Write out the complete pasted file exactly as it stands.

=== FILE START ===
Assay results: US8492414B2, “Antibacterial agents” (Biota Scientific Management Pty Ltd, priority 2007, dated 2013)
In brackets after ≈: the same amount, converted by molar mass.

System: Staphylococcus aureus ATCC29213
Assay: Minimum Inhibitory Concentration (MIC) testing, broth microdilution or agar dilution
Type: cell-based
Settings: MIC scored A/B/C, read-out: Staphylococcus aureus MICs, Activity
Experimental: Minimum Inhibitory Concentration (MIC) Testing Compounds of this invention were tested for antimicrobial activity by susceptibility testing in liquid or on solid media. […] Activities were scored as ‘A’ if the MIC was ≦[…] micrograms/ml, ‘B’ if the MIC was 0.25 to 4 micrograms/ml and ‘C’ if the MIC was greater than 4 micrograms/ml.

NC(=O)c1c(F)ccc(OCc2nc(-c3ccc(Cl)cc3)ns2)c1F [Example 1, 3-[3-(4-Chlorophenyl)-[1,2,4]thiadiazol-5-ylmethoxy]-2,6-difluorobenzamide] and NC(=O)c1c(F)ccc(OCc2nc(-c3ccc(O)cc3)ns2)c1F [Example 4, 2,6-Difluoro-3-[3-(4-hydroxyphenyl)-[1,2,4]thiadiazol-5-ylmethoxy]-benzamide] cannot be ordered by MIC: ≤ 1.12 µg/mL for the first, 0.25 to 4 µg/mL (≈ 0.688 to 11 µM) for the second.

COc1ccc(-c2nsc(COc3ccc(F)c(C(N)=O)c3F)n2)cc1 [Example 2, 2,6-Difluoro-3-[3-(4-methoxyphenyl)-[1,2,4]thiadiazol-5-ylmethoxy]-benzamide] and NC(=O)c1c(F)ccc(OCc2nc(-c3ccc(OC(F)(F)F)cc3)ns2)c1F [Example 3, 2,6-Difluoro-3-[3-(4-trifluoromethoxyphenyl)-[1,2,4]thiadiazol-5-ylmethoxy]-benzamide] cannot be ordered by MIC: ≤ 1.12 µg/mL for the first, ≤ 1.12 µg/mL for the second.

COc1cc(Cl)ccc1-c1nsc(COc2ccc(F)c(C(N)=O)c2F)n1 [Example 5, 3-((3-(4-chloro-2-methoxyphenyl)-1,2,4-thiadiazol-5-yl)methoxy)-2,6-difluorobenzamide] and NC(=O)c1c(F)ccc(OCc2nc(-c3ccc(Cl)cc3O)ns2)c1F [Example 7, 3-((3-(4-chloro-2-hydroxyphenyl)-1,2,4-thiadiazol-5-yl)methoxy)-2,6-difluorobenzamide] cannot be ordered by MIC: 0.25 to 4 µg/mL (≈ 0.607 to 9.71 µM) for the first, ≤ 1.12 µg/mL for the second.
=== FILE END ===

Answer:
Assay results: US8492414B2, “Antibacterial agents” (Biota Scientific Management Pty Ltd, priority 2007, dated 2013)
In brackets after ≈: the same amount, converted by molar mass.

System: Staphylococcus aureus ATCC29213
Assay: Minimum Inhibitory Concentration (MIC) testing, broth microdilution or agar dilution
Type: cell-based
Settings: MIC scored A/B/C, read-out: Staphylococcus aureus MICs, Activity
Experimental: Minimum Inhibitory Concentration (MIC) Testing Compounds of this invention were tested for antimicrobial activity by susceptibility testing in liquid or on solid media. […] Activities were scored as ‘A’ if the MIC was ≦[…] micrograms/ml, ‘B’ if the MIC was 0.25 to 4 micrograms/ml and ‘C’ if the MIC was greater than 4 micrograms/ml.

NC(=O)c1c(F)ccc(OCc2nc(-c3ccc(Cl)cc3)ns2)c1F [Example 1, 3-[3-(4-Chlorophenyl)-[1,2,4]thiadiazol-5-ylmethoxy]-2,6-difluorobenzamide] and NC(=O)c1c(F)ccc(OCc2nc(-c3ccc(O)cc3)ns2)c1F [Example 4, 2,6-Difluoro-3-[3-(4-hydroxyphenyl)-[1,2,4]thiadiazol-5-ylmethoxy]-benzamide] cannot be ordered by MIC: ≤ 1.12 µg/mL for the first, 0.25 to 4 µg/mL (≈ 0.688 to 11 µM) for the second.

COc1ccc(-c2nsc(COc3ccc(F)c(C(N)=O)c3F)n2)cc1 [Example 2, 2,6-Difluoro-3-[3-(4-methoxyphenyl)-[1,2,4]thiadiazol-5-ylmethoxy]-benzamide] and NC(=O)c1c(F)ccc(OCc2nc(-c3ccc(OC(F)(F)F)cc3)ns2)c1F [Example 3, 2,6-Difluoro-3-[3-(4-trifluoromethoxyphenyl)-[1,2,4]thiadiazol-5-ylmethoxy]-benzamide] cannot be ordered by MIC: ≤ 1.12 µg/mL for the first, ≤ 1.12 µg/mL for the second.

COc1cc(Cl)ccc1-c1nsc(COc2ccc(F)c(C(N)=O)c2F)n1 [Example 5, 3-((3-(4-chloro-2-methoxyphenyl)-1,2,4-thiadiazol-5-yl)methoxy)-2,6-difluorobenzamide] and NC(=O)c1c(F)ccc(OCc2nc(-c3ccc(Cl)cc3O)ns2)c1F [Example 7, 3-((3-(4-chloro-2-hydroxyphenyl)-1,2,4-thiadiazol-5-yl)methoxy)-2,6-difluorobenzamide] cannot be ordered by MIC: 0.25 to 4 µg/mL (≈ 0.607 to 9.71 µM) for the first, ≤ 1.12 µg/mL for the second.